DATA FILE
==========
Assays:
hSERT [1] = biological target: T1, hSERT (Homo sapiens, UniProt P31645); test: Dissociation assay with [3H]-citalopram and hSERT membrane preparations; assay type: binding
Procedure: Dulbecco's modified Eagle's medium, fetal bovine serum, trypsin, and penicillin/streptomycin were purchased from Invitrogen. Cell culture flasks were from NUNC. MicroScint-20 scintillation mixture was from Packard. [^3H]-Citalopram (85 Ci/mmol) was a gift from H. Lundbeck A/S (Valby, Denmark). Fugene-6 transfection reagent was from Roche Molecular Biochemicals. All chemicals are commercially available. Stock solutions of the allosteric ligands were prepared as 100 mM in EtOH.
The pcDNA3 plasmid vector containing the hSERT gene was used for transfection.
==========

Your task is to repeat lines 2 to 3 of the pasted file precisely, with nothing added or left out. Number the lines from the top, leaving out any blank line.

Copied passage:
hSERT [1] = biological target: T1, hSERT (Homo sapiens, UniProt P31645); test: Dissociation assay with [3H]-citalopram and hSERT membrane preparations; assay type: binding
Procedure: Dulbecco's modified Eagle's medium, fetal bovine serum, trypsin, and penicillin/streptomycin were purchased from Invitrogen. Cell culture flasks were from NUNC. MicroScint-20 scintillation mixture was from Packard. [^3H]-Citalopram (85 Ci/mmol) was a gift from H. Lundbeck A/S (Valby, Denmark). Fugene-6 transfection reagent was from Roche Molecular Biochemicals. All chemicals are commercially available. Stock solutions of the allosteric ligands were prepared as 100 mM in EtOH.